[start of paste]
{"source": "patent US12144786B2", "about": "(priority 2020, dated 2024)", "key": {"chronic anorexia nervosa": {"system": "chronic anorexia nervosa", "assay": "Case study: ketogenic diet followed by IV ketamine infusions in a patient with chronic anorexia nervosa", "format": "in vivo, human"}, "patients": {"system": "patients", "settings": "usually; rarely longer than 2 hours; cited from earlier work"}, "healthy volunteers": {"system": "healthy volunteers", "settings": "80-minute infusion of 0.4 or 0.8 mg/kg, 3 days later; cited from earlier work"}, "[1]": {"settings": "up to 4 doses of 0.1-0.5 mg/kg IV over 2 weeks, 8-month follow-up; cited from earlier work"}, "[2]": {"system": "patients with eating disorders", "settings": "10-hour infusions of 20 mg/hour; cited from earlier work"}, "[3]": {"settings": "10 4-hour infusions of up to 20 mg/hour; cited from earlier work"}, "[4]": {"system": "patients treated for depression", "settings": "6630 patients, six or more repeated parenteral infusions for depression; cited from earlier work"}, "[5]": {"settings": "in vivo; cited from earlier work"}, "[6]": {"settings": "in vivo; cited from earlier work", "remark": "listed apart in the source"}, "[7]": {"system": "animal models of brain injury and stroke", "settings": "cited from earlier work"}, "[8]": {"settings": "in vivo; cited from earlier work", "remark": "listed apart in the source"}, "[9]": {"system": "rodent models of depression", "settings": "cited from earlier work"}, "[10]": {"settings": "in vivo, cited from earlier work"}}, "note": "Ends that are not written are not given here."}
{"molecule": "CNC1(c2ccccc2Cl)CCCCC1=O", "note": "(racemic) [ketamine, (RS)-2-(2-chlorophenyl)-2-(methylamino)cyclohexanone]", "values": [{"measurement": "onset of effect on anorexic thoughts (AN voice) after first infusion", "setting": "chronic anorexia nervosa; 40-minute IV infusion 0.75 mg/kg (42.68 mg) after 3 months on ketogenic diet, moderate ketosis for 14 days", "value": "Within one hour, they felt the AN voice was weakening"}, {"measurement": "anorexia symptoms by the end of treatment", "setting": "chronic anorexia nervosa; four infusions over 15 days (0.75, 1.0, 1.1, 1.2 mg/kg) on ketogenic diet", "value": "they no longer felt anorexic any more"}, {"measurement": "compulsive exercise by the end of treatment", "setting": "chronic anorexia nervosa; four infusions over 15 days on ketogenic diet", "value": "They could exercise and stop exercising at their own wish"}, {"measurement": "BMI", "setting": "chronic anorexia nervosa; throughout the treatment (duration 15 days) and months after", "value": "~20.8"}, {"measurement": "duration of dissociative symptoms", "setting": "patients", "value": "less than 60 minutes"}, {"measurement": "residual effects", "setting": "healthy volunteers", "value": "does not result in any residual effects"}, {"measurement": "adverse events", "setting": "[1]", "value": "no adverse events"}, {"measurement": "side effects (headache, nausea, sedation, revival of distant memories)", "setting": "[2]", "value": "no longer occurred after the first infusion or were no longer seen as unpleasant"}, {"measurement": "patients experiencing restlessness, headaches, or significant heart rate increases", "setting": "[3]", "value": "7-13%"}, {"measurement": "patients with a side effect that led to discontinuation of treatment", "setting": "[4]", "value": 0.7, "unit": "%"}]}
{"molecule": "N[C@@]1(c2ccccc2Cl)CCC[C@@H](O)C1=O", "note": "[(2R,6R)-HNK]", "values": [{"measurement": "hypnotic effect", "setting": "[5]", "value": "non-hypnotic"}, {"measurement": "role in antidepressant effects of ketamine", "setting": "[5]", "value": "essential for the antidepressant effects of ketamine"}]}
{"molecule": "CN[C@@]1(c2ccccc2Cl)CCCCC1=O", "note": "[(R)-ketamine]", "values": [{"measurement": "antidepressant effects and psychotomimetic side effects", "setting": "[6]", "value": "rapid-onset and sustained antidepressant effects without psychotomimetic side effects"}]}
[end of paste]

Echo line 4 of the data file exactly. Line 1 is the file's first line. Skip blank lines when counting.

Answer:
{"molecule": "CN[C@@]1(c2ccccc2Cl)CCCCC1=O", "note": "[(R)-ketamine]", "values": [{"measurement": "antidepressant effects and psychotomimetic side effects", "setting": "[6]", "value": "rapid-onset and sustained antidepressant effects without psychotomimetic side effects"}]}